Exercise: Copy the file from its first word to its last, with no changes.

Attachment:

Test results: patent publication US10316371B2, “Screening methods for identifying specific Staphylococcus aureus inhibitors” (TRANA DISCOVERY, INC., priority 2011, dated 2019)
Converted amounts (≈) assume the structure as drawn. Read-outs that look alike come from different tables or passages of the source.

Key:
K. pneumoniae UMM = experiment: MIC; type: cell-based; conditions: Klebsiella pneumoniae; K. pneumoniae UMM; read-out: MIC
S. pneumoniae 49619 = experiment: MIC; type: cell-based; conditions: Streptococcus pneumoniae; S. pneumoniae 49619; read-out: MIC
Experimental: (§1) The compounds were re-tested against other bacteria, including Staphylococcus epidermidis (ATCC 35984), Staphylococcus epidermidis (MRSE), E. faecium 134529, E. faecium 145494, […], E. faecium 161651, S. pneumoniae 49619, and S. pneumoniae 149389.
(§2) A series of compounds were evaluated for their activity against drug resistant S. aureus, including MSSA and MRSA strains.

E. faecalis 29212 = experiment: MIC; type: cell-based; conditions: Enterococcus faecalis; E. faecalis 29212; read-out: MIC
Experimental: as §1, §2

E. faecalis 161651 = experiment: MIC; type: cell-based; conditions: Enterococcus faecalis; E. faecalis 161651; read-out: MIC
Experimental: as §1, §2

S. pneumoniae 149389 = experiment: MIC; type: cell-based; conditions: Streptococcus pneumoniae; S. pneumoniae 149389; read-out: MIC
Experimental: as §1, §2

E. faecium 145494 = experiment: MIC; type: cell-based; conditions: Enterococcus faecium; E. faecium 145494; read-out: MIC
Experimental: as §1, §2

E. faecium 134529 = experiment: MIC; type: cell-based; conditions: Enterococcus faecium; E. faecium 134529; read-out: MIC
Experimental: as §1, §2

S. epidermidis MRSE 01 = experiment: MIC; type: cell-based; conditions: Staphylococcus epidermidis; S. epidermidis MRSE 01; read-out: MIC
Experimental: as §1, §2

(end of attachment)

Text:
Test results: patent publication US10316371B2, “Screening methods for identifying specific Staphylococcus aureus inhibitors” (TRANA DISCOVERY, INC., priority 2011, dated 2019)
Converted amounts (≈) assume the structure as drawn. Read-outs that look alike come from different tables or passages of the source.

Key:
K. pneumoniae UMM = experiment: MIC; type: cell-based; conditions: Klebsiella pneumoniae; K. pneumoniae UMM; read-out: MIC
S. pneumoniae 49619 = experiment: MIC; type: cell-based; conditions: Streptococcus pneumoniae; S. pneumoniae 49619; read-out: MIC
Experimental: (§1) The compounds were re-tested against other bacteria, including Staphylococcus epidermidis (ATCC 35984), Staphylococcus epidermidis (MRSE), E. faecium 134529, E. faecium 145494, […], E. faecium 161651, S. pneumoniae 49619, and S. pneumoniae 149389.
(§2) A series of compounds were evaluated for their activity against drug resistant S. aureus, including MSSA and MRSA strains.

E. faecalis 29212 = experiment: MIC; type: cell-based; conditions: Enterococcus faecalis; E. faecalis 29212; read-out: MIC
Experimental: as §1, §2

E. faecalis 161651 = experiment: MIC; type: cell-based; conditions: Enterococcus faecalis; E. faecalis 161651; read-out: MIC
Experimental: as §1, §2

S. pneumoniae 149389 = experiment: MIC; type: cell-based; conditions: Streptococcus pneumoniae; S. pneumoniae 149389; read-out: MIC
Experimental: as §1, §2

E. faecium 145494 = experiment: MIC; type: cell-based; conditions: Enterococcus faecium; E. faecium 145494; read-out: MIC
Experimental: as §1, §2

E. faecium 134529 = experiment: MIC; type: cell-based; conditions: Enterococcus faecium; E. faecium 134529; read-out: MIC
Experimental: as §1, §2

S. epidermidis MRSE 01 = experiment: MIC; type: cell-based; conditions: Staphylococcus epidermidis; S. epidermidis MRSE 01; read-out: MIC
Experimental: as §1, §2